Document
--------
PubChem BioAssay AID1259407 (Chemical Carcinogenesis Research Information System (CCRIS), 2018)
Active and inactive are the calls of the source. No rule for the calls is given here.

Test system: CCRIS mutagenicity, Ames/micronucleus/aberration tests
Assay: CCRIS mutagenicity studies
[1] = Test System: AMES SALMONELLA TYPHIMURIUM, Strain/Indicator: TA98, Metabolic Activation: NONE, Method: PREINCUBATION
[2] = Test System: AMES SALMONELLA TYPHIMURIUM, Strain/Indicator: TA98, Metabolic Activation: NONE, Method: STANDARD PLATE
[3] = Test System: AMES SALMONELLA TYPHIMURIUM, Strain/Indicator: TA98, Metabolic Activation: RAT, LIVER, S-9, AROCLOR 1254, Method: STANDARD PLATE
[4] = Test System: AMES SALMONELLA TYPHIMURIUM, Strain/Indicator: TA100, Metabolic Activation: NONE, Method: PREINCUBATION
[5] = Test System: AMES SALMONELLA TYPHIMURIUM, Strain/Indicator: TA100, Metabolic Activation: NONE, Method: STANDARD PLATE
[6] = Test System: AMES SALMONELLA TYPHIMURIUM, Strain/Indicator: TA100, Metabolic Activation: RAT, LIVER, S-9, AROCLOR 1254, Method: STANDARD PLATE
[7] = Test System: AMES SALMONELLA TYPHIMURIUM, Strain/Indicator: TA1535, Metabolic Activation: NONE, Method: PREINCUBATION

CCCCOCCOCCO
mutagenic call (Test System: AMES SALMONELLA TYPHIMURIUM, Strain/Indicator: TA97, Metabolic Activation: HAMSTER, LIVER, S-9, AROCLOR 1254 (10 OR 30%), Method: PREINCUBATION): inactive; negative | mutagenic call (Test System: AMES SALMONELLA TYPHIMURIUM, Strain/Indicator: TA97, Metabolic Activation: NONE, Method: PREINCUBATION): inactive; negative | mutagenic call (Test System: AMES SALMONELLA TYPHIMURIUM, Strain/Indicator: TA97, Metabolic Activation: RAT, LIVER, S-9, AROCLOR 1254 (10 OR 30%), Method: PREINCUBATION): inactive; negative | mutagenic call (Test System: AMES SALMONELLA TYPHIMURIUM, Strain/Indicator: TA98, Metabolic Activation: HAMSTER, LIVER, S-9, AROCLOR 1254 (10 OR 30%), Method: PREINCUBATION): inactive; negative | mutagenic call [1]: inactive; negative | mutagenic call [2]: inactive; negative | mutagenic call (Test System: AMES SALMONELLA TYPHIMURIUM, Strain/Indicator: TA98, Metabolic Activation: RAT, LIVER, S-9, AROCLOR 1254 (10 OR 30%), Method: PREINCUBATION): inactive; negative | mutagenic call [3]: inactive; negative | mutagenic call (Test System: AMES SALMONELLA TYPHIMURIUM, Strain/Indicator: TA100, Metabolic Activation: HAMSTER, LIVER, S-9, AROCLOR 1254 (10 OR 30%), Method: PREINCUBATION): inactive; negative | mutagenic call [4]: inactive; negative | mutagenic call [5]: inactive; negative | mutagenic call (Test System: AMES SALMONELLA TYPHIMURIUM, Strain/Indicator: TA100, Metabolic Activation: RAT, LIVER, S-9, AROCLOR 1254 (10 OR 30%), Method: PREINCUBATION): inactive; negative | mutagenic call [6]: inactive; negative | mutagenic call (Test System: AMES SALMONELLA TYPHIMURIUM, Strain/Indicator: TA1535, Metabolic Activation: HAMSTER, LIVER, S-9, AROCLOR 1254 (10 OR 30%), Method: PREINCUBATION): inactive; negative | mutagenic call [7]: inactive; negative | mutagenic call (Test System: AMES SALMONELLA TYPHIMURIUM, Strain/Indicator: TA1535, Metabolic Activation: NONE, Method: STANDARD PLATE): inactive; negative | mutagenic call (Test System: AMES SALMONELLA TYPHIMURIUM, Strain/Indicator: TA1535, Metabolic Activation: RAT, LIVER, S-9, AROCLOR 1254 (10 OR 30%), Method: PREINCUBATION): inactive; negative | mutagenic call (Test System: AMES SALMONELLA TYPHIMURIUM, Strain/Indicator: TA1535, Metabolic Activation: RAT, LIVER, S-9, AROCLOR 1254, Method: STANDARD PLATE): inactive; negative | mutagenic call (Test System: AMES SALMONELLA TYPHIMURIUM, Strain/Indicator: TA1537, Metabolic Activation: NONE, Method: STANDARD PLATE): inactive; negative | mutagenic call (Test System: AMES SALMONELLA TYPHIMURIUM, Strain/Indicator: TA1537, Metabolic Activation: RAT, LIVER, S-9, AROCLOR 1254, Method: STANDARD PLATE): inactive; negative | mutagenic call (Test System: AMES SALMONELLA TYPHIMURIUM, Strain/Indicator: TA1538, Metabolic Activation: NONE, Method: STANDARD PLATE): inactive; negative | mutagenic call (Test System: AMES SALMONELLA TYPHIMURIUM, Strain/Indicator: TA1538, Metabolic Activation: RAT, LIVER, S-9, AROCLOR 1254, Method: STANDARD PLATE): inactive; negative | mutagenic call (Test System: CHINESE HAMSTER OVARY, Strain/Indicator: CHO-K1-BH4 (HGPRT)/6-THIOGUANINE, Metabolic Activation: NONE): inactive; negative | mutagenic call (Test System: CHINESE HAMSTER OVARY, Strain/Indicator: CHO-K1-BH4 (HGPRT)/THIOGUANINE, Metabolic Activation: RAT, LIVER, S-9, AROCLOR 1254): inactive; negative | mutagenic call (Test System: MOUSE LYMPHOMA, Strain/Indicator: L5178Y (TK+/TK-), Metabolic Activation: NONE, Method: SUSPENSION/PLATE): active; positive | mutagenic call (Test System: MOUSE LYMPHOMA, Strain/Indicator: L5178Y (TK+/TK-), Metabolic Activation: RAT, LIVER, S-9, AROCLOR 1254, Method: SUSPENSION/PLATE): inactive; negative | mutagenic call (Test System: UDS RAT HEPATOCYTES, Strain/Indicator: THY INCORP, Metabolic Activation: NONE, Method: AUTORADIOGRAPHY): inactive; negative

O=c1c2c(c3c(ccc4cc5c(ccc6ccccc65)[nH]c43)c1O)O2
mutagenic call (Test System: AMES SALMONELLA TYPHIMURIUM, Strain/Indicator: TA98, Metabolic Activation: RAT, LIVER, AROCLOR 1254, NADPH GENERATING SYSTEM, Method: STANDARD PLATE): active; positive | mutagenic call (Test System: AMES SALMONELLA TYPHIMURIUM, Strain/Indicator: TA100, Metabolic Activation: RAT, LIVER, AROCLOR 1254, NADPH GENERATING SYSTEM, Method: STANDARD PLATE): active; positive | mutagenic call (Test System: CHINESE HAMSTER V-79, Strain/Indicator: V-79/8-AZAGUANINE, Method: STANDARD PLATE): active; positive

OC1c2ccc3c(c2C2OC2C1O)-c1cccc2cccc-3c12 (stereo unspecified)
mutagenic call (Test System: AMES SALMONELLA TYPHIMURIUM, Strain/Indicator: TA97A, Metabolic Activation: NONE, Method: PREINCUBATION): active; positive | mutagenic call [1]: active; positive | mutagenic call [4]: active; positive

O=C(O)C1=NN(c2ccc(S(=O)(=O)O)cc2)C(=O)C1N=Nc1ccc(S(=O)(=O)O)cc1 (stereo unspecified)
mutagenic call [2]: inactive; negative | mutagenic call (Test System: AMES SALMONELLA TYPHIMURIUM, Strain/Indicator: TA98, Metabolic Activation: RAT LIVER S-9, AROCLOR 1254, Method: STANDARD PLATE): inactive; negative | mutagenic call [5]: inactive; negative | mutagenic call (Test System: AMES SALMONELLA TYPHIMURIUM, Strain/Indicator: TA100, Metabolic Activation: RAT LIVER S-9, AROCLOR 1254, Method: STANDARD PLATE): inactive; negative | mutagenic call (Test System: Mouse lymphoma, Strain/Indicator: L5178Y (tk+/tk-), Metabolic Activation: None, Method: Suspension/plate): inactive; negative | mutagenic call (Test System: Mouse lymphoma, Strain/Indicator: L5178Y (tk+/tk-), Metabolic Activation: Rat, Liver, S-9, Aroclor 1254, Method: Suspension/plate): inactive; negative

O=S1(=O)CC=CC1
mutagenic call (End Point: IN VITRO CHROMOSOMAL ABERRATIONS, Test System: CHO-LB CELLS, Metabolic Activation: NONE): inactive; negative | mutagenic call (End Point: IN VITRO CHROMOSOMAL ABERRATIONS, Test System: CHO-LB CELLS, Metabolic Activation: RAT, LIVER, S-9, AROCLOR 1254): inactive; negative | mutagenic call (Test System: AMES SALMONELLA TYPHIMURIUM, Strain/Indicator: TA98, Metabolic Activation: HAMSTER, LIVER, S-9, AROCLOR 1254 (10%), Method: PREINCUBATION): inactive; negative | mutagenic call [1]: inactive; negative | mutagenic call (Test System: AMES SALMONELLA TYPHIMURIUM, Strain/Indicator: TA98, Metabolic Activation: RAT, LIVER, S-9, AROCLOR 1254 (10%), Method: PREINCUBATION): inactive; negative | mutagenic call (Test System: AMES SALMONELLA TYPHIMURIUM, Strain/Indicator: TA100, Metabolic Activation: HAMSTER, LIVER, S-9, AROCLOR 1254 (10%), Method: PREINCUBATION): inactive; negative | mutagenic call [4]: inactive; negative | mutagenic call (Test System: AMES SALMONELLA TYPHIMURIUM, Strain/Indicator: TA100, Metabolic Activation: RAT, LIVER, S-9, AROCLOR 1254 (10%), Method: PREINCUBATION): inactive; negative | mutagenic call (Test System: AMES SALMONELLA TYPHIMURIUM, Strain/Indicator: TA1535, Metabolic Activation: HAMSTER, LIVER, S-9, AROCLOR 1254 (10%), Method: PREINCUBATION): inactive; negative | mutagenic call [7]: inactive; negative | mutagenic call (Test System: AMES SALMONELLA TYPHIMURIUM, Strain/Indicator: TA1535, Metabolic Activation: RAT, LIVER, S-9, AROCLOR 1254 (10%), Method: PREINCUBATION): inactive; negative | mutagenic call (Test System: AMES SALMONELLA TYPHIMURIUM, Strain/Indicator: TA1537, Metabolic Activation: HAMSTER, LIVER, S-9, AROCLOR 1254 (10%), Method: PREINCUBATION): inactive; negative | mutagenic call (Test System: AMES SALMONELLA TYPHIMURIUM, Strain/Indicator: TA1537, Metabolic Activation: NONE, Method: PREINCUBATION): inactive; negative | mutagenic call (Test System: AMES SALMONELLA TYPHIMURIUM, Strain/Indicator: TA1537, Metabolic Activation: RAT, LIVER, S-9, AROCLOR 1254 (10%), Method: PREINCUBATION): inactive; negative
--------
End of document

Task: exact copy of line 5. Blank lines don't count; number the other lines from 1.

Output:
[1] = Test System: AMES SALMONELLA TYPHIMURIUM, Strain/Indicator: TA98, Metabolic Activation: NONE, Method: PREINCUBATION